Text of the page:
The good and bad news concerning local Boxing

On Friday, October 4, 2019, there was coach Carlos Barragan Jr. (right) of the House of Boxing assuming the duties of Master of Ceremonies at a Press Conference announcing the return of Pro Boxing to the Four Points By Sheraton Hotel in San Diego.

With San Diego County being the home of the world’s largest Military Complex with its 16 Military Installations, it comes as no surprise that within its borders you have 80+ gyms dedicated to the fighting sports and as a result it has a reputation worldwide of being the breeding ground of some of the best fighters in the world. That’s why it became such a head-scratcher when so many boxing promoters moved their operations across the border. And now, surprise, surprise, we’re seeing some of them make their way back home.

The first being the Borizteca Boxing Promotions Group who first set up shop at the Salon Mezzanine in Tijuana back in 2014 and later moved to the Big Punch Arena where the owner basically let them use his venue free of charge in order to secure the proceeds from the sale of liquor. And now their CEO Saul Rios has signed an agreement with the even more experienced Hall of Fame Boxing Promoter Bobby DePhilippis of Bobby D Presents, which might be the only locally licensed Boxing promoter in San Diego County. Their goal? To return Pro Boxing to southern California. Insiders are predicting that this business decision by Borizteca to combine forces with Bobby D Presents could be huge.

Then it came to light, there was another reason for the move. As they say, some people are lucky and some people make their own luck. Over the past three to four weeks, the Tijuana Boxing Commission was not fulfilling their duty as the official record-keeper to report show results to the international record keeper BoxRec and this situation soon reached the untenable stage. The number of unrecorded shows soon reached 20, with the participating Promoters and boxers becoming incensed. When a delay in recording an event turns into a week, two weeks and then a full month, the job of backtracking to insure the records are error-free becomes a major headache. The international record keeper, Box, who has had similar problems in the past, stated the fault with the current debacle in Tijuana and Rosarito lies squarely on the shoulders of the two Boxing Commissions, and as a consequence, more and more boxers and their managers have begun to look elsewhere for commission that follows of a stricter protocol as it pertains to ensuring a boxer receives his or her proper credit.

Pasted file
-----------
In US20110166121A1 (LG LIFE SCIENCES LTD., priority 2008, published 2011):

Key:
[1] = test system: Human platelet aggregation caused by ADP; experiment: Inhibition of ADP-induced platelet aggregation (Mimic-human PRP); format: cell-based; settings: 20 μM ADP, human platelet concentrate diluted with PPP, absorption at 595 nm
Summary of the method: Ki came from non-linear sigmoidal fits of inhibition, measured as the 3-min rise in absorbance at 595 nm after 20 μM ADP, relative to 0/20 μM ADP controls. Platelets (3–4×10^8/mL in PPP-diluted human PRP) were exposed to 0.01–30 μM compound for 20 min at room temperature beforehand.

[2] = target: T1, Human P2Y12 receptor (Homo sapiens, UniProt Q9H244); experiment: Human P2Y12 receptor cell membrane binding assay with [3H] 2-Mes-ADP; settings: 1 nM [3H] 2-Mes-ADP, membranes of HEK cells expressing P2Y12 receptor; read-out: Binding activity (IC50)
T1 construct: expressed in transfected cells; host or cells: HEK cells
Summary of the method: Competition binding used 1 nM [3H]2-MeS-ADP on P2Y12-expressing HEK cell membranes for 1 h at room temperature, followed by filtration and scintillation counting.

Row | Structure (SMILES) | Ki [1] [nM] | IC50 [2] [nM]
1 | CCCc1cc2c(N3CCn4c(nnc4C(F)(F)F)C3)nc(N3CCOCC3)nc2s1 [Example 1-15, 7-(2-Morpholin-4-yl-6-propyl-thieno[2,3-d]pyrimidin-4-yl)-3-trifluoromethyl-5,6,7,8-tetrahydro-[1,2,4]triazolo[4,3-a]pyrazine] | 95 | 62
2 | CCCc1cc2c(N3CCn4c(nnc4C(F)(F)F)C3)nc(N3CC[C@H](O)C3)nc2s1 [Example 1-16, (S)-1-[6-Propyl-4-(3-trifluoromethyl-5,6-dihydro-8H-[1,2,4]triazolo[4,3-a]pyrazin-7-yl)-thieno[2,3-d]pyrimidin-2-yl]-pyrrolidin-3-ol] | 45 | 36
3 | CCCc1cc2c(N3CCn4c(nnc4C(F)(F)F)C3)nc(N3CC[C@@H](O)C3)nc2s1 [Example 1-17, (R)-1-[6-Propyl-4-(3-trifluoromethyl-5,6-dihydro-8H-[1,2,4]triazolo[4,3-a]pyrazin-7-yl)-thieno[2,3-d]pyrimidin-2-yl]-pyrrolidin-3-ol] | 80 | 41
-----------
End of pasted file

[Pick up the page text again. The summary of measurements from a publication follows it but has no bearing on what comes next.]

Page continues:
Today, Friday, October 4, 2019, we witnessed two of the more established Boxing Promoters calling it quits in Tijuana and announcing future plans to host shows in San Diego at the Four Points By Sheraton Hotel. Why would they do such a thing when it’s far and away more expensive to host a show in the U.S.? The answer we got: “With the boxers in Mexico now maintaining better records, they’re going to need better opponents. So, as a consequence, they’re going to have to come North, not only for the bigger fights but the bigger and better paydays using legitimate sponsors.”